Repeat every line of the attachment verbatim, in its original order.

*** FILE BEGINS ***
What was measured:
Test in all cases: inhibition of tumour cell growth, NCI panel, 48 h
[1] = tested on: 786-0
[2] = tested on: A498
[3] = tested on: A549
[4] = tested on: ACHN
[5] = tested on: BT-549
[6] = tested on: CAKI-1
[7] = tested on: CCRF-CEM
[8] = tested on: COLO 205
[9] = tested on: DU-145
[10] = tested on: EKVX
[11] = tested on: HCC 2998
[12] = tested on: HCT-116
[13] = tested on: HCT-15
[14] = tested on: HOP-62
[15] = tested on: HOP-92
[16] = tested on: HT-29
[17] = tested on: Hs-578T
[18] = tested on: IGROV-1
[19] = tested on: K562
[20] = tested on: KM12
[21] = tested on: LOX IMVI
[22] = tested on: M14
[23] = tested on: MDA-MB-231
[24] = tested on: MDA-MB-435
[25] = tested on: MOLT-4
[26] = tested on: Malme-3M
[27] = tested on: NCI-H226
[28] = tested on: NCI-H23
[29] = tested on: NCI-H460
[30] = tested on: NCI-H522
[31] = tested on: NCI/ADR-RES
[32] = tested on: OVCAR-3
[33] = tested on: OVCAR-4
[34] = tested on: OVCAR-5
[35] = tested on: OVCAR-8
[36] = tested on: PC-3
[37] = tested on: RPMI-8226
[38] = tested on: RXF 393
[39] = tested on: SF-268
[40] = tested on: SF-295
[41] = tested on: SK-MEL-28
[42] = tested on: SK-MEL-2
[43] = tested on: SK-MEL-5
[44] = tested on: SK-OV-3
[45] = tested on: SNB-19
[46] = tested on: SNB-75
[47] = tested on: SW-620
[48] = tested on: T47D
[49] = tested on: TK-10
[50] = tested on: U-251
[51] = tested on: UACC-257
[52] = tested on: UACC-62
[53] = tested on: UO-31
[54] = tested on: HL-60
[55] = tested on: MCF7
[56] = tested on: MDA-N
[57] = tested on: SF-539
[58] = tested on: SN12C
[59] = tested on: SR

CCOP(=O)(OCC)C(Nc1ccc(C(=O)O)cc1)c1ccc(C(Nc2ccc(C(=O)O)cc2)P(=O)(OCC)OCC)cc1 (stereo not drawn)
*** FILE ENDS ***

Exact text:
What was measured:
Test in all cases: inhibition of tumour cell growth, NCI panel, 48 h
[1] = tested on: 786-0
[2] = tested on: A498
[3] = tested on: A549
[4] = tested on: ACHN
[5] = tested on: BT-549
[6] = tested on: CAKI-1
[7] = tested on: CCRF-CEM
[8] = tested on: COLO 205
[9] = tested on: DU-145
[10] = tested on: EKVX
[11] = tested on: HCC 2998
[12] = tested on: HCT-116
[13] = tested on: HCT-15
[14] = tested on: HOP-62
[15] = tested on: HOP-92
[16] = tested on: HT-29
[17] = tested on: Hs-578T
[18] = tested on: IGROV-1
[19] = tested on: K562
[20] = tested on: KM12
[21] = tested on: LOX IMVI
[22] = tested on: M14
[23] = tested on: MDA-MB-231
[24] = tested on: MDA-MB-435
[25] = tested on: MOLT-4
[26] = tested on: Malme-3M
[27] = tested on: NCI-H226
[28] = tested on: NCI-H23
[29] = tested on: NCI-H460
[30] = tested on: NCI-H522
[31] = tested on: NCI/ADR-RES
[32] = tested on: OVCAR-3
[33] = tested on: OVCAR-4
[34] = tested on: OVCAR-5
[35] = tested on: OVCAR-8
[36] = tested on: PC-3
[37] = tested on: RPMI-8226
[38] = tested on: RXF 393
[39] = tested on: SF-268
[40] = tested on: SF-295
[41] = tested on: SK-MEL-28
[42] = tested on: SK-MEL-2
[43] = tested on: SK-MEL-5
[44] = tested on: SK-OV-3
[45] = tested on: SNB-19
[46] = tested on: SNB-75
[47] = tested on: SW-620
[48] = tested on: T47D
[49] = tested on: TK-10
[50] = tested on: U-251
[51] = tested on: UACC-257
[52] = tested on: UACC-62
[53] = tested on: UO-31
[54] = tested on: HL-60
[55] = tested on: MCF7
[56] = tested on: MDA-N
[57] = tested on: SF-539
[58] = tested on: SN12C
[59] = tested on: SR

CCOP(=O)(OCC)C(Nc1ccc(C(=O)O)cc1)c1ccc(C(Nc2ccc(C(=O)O)cc2)P(=O)(OCC)OCC)cc1 (stereo not drawn)